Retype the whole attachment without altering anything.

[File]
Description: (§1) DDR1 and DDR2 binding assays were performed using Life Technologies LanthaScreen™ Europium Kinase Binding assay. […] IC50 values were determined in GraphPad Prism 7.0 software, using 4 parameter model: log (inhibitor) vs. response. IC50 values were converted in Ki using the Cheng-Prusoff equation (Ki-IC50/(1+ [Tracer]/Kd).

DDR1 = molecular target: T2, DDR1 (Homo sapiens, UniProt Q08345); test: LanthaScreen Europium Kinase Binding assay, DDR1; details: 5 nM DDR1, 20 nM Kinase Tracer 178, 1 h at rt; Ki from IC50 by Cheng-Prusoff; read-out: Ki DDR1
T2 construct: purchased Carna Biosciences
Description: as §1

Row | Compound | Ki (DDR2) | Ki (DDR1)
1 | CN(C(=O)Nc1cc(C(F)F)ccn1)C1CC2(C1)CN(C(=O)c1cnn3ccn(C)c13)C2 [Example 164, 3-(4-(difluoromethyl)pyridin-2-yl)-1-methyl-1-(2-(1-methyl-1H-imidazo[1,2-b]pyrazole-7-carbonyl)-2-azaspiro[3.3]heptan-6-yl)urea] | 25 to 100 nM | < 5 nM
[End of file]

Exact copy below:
Description: (§1) DDR1 and DDR2 binding assays were performed using Life Technologies LanthaScreen™ Europium Kinase Binding assay. […] IC50 values were determined in GraphPad Prism 7.0 software, using 4 parameter model: log (inhibitor) vs. response. IC50 values were converted in Ki using the Cheng-Prusoff equation (Ki-IC50/(1+ [Tracer]/Kd).

DDR1 = molecular target: T2, DDR1 (Homo sapiens, UniProt Q08345); test: LanthaScreen Europium Kinase Binding assay, DDR1; details: 5 nM DDR1, 20 nM Kinase Tracer 178, 1 h at rt; Ki from IC50 by Cheng-Prusoff; read-out: Ki DDR1
T2 construct: purchased Carna Biosciences
Description: as §1

Row | Compound | Ki (DDR2) | Ki (DDR1)
1 | CN(C(=O)Nc1cc(C(F)F)ccn1)C1CC2(C1)CN(C(=O)c1cnn3ccn(C)c13)C2 [Example 164, 3-(4-(difluoromethyl)pyridin-2-yl)-1-methyl-1-(2-(1-methyl-1H-imidazo[1,2-b]pyrazole-7-carbonyl)-2-azaspiro[3.3]heptan-6-yl)urea] | 25 to 100 nM | < 5 nM